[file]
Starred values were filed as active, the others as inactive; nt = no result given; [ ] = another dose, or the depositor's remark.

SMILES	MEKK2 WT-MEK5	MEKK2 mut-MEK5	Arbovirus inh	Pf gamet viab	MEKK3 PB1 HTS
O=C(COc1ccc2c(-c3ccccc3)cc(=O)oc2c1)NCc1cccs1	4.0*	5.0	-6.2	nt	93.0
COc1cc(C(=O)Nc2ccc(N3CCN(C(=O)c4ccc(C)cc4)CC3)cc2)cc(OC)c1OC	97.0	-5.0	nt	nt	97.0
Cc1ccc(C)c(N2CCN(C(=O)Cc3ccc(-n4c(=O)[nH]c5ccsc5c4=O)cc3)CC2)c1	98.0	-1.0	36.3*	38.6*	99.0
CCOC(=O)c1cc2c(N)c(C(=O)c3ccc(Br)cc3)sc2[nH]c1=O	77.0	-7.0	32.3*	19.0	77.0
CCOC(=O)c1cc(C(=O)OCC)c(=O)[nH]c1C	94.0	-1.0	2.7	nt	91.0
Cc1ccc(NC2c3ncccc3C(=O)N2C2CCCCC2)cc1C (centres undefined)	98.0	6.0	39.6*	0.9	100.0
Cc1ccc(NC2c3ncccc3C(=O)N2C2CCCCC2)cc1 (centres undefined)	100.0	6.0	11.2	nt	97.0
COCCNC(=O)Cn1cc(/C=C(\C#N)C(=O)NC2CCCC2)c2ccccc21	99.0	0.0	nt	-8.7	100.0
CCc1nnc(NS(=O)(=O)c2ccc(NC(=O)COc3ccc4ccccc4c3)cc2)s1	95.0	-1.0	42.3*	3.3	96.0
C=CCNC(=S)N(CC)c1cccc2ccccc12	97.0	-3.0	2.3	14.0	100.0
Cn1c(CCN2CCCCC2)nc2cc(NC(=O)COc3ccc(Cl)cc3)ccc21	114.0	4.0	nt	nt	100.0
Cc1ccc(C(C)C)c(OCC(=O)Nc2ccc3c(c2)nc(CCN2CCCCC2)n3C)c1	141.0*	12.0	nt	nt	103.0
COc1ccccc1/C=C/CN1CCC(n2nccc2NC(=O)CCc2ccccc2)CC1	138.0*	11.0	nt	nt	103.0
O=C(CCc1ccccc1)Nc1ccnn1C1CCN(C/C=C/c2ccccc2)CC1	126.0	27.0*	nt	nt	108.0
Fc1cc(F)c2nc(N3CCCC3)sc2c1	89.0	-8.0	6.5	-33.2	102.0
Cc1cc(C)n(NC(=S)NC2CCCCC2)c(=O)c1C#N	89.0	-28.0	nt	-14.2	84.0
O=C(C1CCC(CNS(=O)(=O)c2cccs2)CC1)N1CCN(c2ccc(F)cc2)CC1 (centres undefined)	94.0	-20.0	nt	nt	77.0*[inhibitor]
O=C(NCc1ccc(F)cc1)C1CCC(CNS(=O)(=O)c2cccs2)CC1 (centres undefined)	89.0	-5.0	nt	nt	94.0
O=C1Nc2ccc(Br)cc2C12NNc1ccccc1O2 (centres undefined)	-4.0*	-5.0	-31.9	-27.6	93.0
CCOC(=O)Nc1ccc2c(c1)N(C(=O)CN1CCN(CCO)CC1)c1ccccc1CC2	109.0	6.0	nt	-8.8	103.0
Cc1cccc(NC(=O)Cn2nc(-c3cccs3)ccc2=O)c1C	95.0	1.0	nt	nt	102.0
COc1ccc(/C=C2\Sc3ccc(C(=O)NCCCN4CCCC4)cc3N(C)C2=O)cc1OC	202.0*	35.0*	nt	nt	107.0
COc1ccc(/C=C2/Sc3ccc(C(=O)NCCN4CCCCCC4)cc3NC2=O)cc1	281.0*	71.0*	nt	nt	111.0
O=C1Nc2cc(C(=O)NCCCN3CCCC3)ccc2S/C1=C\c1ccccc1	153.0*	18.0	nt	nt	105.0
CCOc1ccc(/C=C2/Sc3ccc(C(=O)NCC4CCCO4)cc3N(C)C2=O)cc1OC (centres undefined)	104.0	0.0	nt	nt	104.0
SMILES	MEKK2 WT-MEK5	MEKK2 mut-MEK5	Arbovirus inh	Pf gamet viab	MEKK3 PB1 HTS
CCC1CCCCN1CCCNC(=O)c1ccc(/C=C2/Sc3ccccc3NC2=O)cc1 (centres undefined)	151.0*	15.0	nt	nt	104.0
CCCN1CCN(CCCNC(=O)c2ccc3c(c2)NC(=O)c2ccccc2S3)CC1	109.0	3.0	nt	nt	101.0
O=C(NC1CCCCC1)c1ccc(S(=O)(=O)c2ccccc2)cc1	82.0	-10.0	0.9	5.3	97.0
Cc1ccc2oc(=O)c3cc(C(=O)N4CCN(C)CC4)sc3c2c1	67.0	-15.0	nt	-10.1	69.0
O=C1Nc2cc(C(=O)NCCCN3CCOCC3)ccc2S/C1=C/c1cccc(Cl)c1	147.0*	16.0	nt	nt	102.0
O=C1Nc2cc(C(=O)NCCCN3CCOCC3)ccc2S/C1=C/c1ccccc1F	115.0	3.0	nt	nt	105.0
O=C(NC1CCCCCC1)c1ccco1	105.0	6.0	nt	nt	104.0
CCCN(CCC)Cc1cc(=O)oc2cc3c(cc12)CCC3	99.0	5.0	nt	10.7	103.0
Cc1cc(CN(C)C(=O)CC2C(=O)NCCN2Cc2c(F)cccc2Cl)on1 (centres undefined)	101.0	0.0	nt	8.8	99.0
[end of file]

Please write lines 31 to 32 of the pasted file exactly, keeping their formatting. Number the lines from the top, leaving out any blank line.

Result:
O=C(NC1CCCCC1)c1ccc(S(=O)(=O)c2ccccc2)cc1	82.0	-10.0	0.9	5.3	97.0
Cc1ccc2oc(=O)c3cc(C(=O)N4CCN(C)CC4)sc3c2c1	67.0	-15.0	nt	-10.1	69.0